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The Next Best Thing To Mother's Milk
Sometimes it is necessary to care for a kitten in place of its mother. This may occur if the mother is neglectful, she does not produce enough milk, or the kitten is orphaned.  If you decide to foster the kitten(s) yourself, the appropriate bottles and supplies can be found at your local pet store.
Colostrum and Immunity
Kittens are born without immunity to infectious diseases and need at least one meal of their mother's colostrum (the first milk produced after giving birth) in order to provide them with important antibodies. 
If this is not possible, the kittens must be kept in a clean environment and avoid other cats, other than littermates. Although there is no perfect substitute for mother's milk, there are several good commercial alternatives for nursing kittens.
Commercial milk substitutes are available at most pet food stores and veterinary offices. If you are unable to obtain a commercial formula, a few home recipes are also available until you can pick up a commercial brand. 
When preparing milk alternatives, remember that cow's milk is not balanced for the kitten's dietary needs and isn't good for long term use.

Cute Little Kitten - ImageHomemade Recipe for Short-term Use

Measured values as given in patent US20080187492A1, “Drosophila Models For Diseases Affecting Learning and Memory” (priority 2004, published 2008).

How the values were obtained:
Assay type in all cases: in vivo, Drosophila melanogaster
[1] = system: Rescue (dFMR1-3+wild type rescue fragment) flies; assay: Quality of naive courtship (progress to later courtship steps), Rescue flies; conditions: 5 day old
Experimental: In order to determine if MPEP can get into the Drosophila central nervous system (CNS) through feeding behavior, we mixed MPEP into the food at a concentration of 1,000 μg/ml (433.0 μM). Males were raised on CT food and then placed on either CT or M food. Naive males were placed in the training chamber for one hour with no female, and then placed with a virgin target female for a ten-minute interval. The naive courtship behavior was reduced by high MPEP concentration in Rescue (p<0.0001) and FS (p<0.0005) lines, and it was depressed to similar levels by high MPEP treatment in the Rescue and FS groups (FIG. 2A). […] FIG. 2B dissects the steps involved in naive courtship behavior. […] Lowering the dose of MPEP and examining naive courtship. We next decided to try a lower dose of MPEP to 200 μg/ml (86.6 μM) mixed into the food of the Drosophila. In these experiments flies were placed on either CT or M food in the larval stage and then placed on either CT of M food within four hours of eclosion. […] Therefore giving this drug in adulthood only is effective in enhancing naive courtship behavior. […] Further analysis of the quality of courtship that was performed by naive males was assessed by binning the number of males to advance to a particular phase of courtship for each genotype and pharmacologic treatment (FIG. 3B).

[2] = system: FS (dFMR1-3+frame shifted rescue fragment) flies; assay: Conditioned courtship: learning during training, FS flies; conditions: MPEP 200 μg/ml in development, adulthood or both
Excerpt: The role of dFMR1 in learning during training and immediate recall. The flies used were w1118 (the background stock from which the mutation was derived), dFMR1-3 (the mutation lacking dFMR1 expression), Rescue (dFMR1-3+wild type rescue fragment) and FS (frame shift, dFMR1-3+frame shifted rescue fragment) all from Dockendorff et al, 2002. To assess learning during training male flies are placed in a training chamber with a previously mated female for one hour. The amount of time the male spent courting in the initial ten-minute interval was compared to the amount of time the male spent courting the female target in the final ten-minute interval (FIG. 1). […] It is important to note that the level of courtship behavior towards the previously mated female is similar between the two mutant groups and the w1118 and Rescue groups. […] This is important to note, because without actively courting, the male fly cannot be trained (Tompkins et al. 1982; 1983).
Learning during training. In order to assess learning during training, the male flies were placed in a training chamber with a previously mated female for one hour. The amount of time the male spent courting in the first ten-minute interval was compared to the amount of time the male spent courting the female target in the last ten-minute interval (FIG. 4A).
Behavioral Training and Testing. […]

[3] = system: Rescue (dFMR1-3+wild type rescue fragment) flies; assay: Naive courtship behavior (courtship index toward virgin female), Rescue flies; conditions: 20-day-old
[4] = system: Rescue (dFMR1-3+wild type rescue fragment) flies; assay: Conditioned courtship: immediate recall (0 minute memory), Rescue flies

One such formula consists of:
  1 cup whole milk
  2 egg yolks
  2 teaspoonfuls of Karo syrup

Another similar recipe is:
  1 egg yolk
  1 teaspoon Karo or maple syrup per pint mixture
  1 teaspoon brewer's yeast or bee pollen per pint mixture
  A vitamin-mineral supplement like Fauve or Vital Nutrition.


Feeding Kittens
Getting your kitten onto solid foods is a gradual change and should follow certain guidelines according to your kitten's age.
When considering milk replacements for nursing kittens, remember that not all milk are created equal.  Look here for help in choosing the right replacement formula.
Care of Orphaned Newborns
Most kittens can be fed with a bottle, although some kittens may need to be nursed with a hypodermic syringe or a simple eye dropper.

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